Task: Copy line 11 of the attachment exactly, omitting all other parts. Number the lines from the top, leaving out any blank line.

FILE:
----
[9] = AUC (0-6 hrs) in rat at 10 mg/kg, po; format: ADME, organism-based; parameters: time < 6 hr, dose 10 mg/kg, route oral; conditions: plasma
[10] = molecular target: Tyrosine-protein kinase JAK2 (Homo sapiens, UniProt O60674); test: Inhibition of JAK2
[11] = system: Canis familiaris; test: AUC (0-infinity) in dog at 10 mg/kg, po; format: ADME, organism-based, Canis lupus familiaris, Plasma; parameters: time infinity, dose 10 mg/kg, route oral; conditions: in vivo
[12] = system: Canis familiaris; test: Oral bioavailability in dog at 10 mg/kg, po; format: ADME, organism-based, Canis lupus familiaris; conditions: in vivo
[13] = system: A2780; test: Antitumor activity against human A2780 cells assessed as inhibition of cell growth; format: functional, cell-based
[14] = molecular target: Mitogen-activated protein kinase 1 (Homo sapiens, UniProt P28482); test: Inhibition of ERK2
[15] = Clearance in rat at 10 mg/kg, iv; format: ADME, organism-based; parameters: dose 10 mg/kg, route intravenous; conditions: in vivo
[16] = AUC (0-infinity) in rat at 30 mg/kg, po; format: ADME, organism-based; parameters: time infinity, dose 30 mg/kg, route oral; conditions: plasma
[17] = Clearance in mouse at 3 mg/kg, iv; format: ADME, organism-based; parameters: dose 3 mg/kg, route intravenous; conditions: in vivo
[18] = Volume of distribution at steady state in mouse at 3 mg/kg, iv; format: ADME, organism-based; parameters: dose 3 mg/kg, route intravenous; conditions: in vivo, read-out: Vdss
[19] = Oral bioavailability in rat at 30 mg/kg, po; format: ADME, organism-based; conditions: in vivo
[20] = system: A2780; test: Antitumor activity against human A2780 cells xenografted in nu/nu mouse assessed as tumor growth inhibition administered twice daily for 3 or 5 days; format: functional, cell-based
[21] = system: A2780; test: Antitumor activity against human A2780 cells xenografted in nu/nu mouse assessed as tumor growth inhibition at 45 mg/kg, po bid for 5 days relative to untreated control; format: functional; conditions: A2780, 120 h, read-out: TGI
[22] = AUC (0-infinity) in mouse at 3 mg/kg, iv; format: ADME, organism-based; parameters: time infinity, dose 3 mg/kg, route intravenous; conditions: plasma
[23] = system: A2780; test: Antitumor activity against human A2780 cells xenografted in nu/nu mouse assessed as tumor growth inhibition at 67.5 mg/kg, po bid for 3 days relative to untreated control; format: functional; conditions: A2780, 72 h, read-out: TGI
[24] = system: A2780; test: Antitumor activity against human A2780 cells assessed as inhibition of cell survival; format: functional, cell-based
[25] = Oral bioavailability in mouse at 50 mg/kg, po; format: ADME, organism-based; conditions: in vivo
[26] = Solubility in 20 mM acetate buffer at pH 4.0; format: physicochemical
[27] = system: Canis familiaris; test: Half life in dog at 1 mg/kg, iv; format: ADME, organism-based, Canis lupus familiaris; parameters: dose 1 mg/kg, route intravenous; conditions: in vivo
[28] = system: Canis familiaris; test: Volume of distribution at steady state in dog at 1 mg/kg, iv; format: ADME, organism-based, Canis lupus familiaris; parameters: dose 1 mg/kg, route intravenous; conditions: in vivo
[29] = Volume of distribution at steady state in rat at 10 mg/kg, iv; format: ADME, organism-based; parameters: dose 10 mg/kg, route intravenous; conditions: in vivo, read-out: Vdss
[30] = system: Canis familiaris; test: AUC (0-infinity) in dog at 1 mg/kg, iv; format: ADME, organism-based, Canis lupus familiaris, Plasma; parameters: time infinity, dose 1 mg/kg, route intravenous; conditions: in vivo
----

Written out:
[19] = Oral bioavailability in rat at 30 mg/kg, po; format: ADME, organism-based; conditions: in vivo